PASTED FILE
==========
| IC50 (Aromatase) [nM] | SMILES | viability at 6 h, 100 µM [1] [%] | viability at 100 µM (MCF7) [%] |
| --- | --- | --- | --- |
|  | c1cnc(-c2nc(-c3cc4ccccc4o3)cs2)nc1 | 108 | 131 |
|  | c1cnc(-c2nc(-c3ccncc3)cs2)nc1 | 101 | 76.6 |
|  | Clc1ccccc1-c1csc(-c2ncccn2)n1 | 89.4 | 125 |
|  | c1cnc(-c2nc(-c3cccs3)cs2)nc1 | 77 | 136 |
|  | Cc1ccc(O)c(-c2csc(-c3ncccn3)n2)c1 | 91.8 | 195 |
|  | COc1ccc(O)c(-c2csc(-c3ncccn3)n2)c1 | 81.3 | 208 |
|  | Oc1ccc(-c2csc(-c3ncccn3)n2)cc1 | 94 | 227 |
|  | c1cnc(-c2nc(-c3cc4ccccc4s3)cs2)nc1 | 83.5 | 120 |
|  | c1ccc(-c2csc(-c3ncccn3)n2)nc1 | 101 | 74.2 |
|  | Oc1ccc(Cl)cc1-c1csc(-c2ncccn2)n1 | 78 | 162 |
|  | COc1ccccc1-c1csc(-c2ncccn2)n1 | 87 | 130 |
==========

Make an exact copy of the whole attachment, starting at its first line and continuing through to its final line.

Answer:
| IC50 (Aromatase) [nM] | SMILES | viability at 6 h, 100 µM [1] [%] | viability at 100 µM (MCF7) [%] |
| --- | --- | --- | --- |
|  | c1cnc(-c2nc(-c3cc4ccccc4o3)cs2)nc1 | 108 | 131 |
|  | c1cnc(-c2nc(-c3ccncc3)cs2)nc1 | 101 | 76.6 |
|  | Clc1ccccc1-c1csc(-c2ncccn2)n1 | 89.4 | 125 |
|  | c1cnc(-c2nc(-c3cccs3)cs2)nc1 | 77 | 136 |
|  | Cc1ccc(O)c(-c2csc(-c3ncccn3)n2)c1 | 91.8 | 195 |
|  | COc1ccc(O)c(-c2csc(-c3ncccn3)n2)c1 | 81.3 | 208 |
|  | Oc1ccc(-c2csc(-c3ncccn3)n2)cc1 | 94 | 227 |
|  | c1cnc(-c2nc(-c3cc4ccccc4s3)cs2)nc1 | 83.5 | 120 |
|  | c1ccc(-c2csc(-c3ncccn3)n2)nc1 | 101 | 74.2 |
|  | Oc1ccc(Cl)cc1-c1csc(-c2ncccn2)n1 | 78 | 162 |
|  | COc1ccccc1-c1csc(-c2ncccn2)n1 | 87 | 130 |